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The Daily Wildcat

The Daily Wildcat


Lackluster defense had Arizona basketball skidding in Utah

Lackluster defense had Arizona basketball skidding in Utah

For a moment in Salt Lake City, things looked to be in dire straits for the Arizona men’s basketball team. With a two-game losing streak already in tow, the Wildcats led by only three points with less than two minutes remaining.

Seniors Mark Lyons and Kevin Parrom eventually willed Arizona to a 68-64 victory at Utah, snapping the brief skid and seemingly restoring order to everything hoops-related in Tucson. But, even with the dark days of three-straight losses avoided, the Wildcats made something very clear as the season winds down.

If Arizona wants to do anything in the NCAA tournament, it will come down to its play on defensive. As boring as that sounds, the Wildcats need to play Big 10-style basketball if they want to go anywhere in March.

Here are some simple stats, and as obvious as they sound, they’re very telling: In Arizona’s 21 wins, it’s allowed roughly 60.6 points per game. That puts the Wildcats’ defensive prowess in the ballpark of Vanderbilt with the 47th best defense in the nation.

In a loss? The UA allows 75.5 points per game, which is the same amount Northern Arizona gives up on a nightly basis. The small sample size of just four losses does distort those figures somewhat, as Arizona is by no means the 329th worst defense in defeats. But, the Wildcats are a perfect 17-0 in games where the opposing team scores under 70 points.

The UA also rarely wins when opponents surpass the magical 70-point mark. Since the start of December, when the strength of schedule picked up, Arizona has only won twice when teams pass the 70 points threshold — the 92-83 OT victory against Colorado and an 80-70 win at Oregon State.

In all four losses, opponents have scored 70 points or more, with the two most recent losses (77-69 versus Cal and 71-58 at Colorado) being a direct result of poor defensive play. The Golden Bears shot an unworldly 58.8 percent from the field; the Buffaloes hit half of their shots and continued to exploit Arizona’s poor three-point defense, hitting 52.9 percent from deep.

Just let those numbers sink in.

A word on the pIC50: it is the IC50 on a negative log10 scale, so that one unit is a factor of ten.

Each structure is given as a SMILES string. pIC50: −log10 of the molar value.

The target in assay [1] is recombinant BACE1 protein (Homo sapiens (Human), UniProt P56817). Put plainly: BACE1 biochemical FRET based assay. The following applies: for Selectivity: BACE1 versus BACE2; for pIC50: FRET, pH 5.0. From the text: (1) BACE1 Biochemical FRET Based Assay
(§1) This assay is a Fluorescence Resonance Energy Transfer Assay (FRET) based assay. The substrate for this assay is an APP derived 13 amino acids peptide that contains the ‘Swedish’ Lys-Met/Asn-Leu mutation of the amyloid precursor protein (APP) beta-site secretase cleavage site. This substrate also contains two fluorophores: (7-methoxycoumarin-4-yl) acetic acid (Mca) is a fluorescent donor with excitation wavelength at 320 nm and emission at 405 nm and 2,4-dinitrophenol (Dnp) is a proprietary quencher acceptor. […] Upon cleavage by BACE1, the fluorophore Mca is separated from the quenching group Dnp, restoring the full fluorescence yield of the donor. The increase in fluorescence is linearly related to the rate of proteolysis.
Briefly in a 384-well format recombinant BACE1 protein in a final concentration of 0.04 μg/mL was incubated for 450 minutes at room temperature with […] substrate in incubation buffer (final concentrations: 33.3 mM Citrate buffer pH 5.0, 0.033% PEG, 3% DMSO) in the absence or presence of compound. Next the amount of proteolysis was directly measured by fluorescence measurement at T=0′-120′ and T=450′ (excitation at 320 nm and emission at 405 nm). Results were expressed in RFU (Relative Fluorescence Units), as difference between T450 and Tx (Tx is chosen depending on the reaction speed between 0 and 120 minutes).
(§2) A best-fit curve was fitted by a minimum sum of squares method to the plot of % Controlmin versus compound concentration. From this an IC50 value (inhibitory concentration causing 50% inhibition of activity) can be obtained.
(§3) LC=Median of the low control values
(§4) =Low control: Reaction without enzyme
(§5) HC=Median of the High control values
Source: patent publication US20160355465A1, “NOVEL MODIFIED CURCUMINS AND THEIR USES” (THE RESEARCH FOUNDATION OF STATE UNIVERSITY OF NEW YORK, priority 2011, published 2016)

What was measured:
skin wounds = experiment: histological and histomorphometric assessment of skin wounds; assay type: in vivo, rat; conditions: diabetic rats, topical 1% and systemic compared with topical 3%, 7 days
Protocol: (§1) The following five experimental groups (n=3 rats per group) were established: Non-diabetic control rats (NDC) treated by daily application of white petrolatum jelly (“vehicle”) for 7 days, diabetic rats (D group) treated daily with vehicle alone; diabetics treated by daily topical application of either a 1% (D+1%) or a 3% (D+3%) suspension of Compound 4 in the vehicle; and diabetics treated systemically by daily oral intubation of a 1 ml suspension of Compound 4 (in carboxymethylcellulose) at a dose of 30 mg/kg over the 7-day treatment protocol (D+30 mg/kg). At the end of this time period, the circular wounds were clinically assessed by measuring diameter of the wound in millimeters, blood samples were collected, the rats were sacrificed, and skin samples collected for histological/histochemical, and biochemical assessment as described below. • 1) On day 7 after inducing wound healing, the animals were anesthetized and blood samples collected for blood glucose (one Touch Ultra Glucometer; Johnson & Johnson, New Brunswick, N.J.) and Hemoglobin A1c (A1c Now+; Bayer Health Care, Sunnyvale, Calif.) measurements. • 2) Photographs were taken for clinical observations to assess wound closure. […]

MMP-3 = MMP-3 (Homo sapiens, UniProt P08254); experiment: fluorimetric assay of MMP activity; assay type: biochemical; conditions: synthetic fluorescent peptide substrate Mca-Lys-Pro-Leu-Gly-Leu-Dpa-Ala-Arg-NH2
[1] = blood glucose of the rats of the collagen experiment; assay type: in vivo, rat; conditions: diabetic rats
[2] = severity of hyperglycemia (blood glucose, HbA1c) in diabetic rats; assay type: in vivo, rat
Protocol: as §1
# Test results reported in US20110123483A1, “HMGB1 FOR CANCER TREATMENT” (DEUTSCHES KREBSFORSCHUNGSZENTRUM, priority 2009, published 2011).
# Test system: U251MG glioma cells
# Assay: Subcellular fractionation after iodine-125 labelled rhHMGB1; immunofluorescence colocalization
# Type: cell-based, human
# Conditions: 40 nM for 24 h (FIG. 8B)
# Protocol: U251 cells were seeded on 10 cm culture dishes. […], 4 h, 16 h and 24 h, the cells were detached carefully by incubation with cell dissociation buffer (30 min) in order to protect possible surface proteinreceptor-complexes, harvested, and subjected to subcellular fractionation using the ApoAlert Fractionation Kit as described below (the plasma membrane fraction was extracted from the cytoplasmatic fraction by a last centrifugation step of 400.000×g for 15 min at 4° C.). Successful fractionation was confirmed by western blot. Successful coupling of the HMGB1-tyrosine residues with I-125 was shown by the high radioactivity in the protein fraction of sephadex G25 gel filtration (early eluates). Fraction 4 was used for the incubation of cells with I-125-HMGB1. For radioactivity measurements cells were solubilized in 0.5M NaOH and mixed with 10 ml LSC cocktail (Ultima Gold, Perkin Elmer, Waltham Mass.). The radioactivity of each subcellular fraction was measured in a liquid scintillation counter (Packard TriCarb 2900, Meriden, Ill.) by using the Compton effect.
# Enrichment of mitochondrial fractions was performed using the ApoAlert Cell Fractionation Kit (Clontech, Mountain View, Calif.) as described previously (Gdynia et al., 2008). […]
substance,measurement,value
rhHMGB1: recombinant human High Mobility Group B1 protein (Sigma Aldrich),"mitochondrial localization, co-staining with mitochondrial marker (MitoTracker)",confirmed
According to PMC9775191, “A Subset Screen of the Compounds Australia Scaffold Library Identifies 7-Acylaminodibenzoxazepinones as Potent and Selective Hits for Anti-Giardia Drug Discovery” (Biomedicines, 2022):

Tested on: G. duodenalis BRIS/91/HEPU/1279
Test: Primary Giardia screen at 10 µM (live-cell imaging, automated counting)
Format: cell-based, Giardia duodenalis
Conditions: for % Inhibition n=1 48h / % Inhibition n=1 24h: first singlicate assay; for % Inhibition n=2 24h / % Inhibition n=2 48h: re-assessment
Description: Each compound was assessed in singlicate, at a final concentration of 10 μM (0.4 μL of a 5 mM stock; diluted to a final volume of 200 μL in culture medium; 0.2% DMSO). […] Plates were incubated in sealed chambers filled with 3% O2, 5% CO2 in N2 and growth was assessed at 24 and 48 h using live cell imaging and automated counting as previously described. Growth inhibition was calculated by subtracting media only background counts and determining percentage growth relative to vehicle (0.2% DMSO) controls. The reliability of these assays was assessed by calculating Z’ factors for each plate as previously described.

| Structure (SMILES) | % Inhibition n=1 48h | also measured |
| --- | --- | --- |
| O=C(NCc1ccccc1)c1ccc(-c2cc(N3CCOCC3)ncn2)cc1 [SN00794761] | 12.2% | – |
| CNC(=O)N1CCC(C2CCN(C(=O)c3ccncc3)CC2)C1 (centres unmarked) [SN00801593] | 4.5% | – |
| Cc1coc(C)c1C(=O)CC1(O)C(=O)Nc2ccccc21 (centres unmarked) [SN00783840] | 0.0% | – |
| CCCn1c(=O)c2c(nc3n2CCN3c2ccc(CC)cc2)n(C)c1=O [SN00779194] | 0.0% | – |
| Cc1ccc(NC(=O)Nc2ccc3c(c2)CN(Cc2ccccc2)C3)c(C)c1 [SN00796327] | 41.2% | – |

Entering the Cal game, opponents were shooting 39.7 percent on the season.

Both the Golden Bears and Buffs shot more than 10 percent better from the floor and took advantage of the Wildcats 253rd-ranked three-point defense. They won.

On Sunday the Utes hit 39.6 percent of their attempts and low and behold, they lost to Arizona. It’s not too hard — defense is the Wildcats’ identity and it’s not changing.

Sure, the Wildcats are in the top-50 in offense, at least in terms of points per game. But as the team has said all season, their points will come. It doesn’t matter from where; it could be Lyons, Solomon Hill or any other of the talented scorers on the roster.

Arizona will get its points.

Defense is what separates the wins and losses. Well, defense and rebounding.

With 25 games down, it’s been made clear that none of the freshmen are going to break out as dominate scorers. Forward Brandon Ashley has showed the greatest offensive potential, such as Sunday afternoon when he scored 10 points on 4-for-5 shooting.

But, that’s about the limit of the freshman firepower. Only three times have any of the freshmen scored more than 15 points (Ashley twice, Grant Jerrett once). For what this team does, that’s OK. The seniors and Nick Johnson have more than enough talent to score.

Where the freshmen need to improve is in their play on the glass, and that hasn’t exactly been the case of late. Over the last three games, Arizona has out-rebounded its opponents by a total of eight rebounds, 88-80. Considering the UA has a top-25 rebounding margin (plus-7.1 rpg entering the Cal game), the young Wildcats have not been themselves around the hoop.

The freshman frontcourt has combined to grab a third (30 of 88) of the UA’s rebounds the past three games. Utah also had seven offensive boards and Colorado eight.

Defense and rebounding go hand in hand. During the two-game slide, both were absent. Arizona picked it up slightly against Utah, though the Utes 39-point second half almost made it a three-game slump.

The Wildcats’ win has them back on track. But without better defense moving forward, that track won’t be very long.

— Kyle Johnson is a journalism junior. He can be reached at or on Twitter via @KyleJohnsonUA.

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